Add the flour and cook until the broth thickens.  Put mixture in the pie crust.

Bake at 350 degrees for 35 minutes or until pie crust is done.

(Optional:  If you don't like leeks and/or don't have garden tomatoes left, you could use a pint of canned corn as your veggie.)

The Analysis

Fast:  Not the quickest meal we've ever made, but pretty do-able when both Mr. FC&G and I are cooking.

Cheap:  This relies on garden veggies and herbs to stretch the expensive meat.  If you are buying meat, beer, and crust ingredients, the whole thing would probably come in at about $8 to create an average sized pie.  To save yourself another buck or two, I highly recommend giving speeches at venues that pay in exotic alcohol!  (Right now, I'm on the "will speak for lunch and booze" tour.)

Good:  If you are a meat eater, this is a well-balanced meal and a yummy hearty option on a chilly fall day.  It was particularly welcome after we spent the day putting the garden to bed.

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Friday, October 14, 2011

In Praise of Natural Yarns

When I was a little girl, my mother taught me to crochet.  She bought me my very own crochet hook, which I picked because of its shiny blue color, and probably because the size -- J -- made it feel like it was monogrammed.  I still use that hook today.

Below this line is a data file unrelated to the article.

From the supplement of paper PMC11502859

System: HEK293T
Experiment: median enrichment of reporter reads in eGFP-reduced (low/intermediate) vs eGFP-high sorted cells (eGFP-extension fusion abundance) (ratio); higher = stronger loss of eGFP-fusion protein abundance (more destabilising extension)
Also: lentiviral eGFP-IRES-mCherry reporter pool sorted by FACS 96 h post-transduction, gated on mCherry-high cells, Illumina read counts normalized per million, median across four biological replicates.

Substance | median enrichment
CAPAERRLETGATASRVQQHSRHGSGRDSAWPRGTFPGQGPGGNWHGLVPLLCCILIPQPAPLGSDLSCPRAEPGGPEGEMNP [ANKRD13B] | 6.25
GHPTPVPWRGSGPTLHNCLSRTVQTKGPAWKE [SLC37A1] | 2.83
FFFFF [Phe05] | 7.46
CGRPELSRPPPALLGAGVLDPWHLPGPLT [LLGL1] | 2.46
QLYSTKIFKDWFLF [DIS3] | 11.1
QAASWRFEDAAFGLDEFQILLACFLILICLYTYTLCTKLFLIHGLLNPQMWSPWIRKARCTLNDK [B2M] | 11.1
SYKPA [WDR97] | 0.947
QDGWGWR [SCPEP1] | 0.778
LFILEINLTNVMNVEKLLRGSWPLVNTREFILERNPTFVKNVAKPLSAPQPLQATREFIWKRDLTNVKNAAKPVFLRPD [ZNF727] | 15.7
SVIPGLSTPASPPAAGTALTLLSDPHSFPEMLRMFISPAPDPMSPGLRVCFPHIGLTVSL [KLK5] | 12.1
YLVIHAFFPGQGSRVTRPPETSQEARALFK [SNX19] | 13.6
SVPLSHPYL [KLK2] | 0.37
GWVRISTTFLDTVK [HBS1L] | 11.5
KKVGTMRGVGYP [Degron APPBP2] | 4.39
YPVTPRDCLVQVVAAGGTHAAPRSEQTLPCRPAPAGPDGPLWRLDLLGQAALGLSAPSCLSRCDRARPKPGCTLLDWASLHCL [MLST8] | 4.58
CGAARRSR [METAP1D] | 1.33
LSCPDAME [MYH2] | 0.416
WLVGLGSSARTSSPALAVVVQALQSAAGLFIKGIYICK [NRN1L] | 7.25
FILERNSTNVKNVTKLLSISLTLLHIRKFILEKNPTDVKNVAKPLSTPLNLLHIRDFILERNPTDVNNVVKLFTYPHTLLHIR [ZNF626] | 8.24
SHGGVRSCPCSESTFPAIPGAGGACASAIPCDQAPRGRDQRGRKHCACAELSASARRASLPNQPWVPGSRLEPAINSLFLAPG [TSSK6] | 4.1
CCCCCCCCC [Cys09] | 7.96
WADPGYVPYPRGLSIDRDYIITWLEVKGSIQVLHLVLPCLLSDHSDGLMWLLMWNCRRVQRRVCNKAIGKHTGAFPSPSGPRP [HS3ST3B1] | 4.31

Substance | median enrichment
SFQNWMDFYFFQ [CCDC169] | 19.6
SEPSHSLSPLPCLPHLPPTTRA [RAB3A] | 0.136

Back then, your only yarn choices were acrylic.  (In fact, most of your clothing choices were of non-natural fibers too; it was the 70s, after all.)  Acrylic certainly is easy-care, but it tended to be scratchy, and it never had the feel of a nice homemade item.  Today's acrylics are much better, and they are well-suited for some applications.  However, they aren't quite the sustainable choice that one might hope for.

As gardening season gives way to more time inside, I spend more time on crocheting, knitting, and sewing, and I thought I'd share some of my favorite yarns.  All of these are used for our products over at Carrot Creations, and they would make fine choices for your own sustainable textile arts projects.

From left to right:

100% Cotton:  Cotton is, of course, a natural fiber, and these basic cotton yarns (once called "kitchen cottons") come in a wide range of twists, ombres, self-striping patterns, and solids.  They also wear extremely well.  I have kitchen towels that I have had for a decade made from these yarns, and they are still going strong.  Ditto for some socks that have gotten hard wear for two or three years without fraying.  Items made from this yarn will have a little "give" in them, and you can also shrink them a bit by drying them.